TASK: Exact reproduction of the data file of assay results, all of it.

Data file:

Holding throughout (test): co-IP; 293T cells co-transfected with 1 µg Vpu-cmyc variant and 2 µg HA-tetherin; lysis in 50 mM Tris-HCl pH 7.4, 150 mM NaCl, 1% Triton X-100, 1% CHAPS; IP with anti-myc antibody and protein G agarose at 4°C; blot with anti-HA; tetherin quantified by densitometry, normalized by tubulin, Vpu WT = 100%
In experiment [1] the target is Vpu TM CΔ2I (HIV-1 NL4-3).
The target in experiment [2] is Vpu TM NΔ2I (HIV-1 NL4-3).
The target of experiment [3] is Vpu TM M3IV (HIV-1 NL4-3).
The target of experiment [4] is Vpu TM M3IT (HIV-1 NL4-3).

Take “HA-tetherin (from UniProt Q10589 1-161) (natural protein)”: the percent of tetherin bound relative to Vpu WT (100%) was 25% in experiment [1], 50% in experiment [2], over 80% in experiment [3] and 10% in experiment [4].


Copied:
Holding throughout (test): co-IP; 293T cells co-transfected with 1 µg Vpu-cmyc variant and 2 µg HA-tetherin; lysis in 50 mM Tris-HCl pH 7.4, 150 mM NaCl, 1% Triton X-100, 1% CHAPS; IP with anti-myc antibody and protein G agarose at 4°C; blot with anti-HA; tetherin quantified by densitometry, normalized by tubulin, Vpu WT = 100%
In experiment [1] the target is Vpu TM CΔ2I (HIV-1 NL4-3).
The target in experiment [2] is Vpu TM NΔ2I (HIV-1 NL4-3).
The target of experiment [3] is Vpu TM M3IV (HIV-1 NL4-3).
The target of experiment [4] is Vpu TM M3IT (HIV-1 NL4-3).

Take “HA-tetherin (from UniProt Q10589 1-161) (natural protein)”: the percent of tetherin bound relative to Vpu WT (100%) was 25% in experiment [1], 50% in experiment [2], over 80% in experiment [3] and 10% in experiment [4].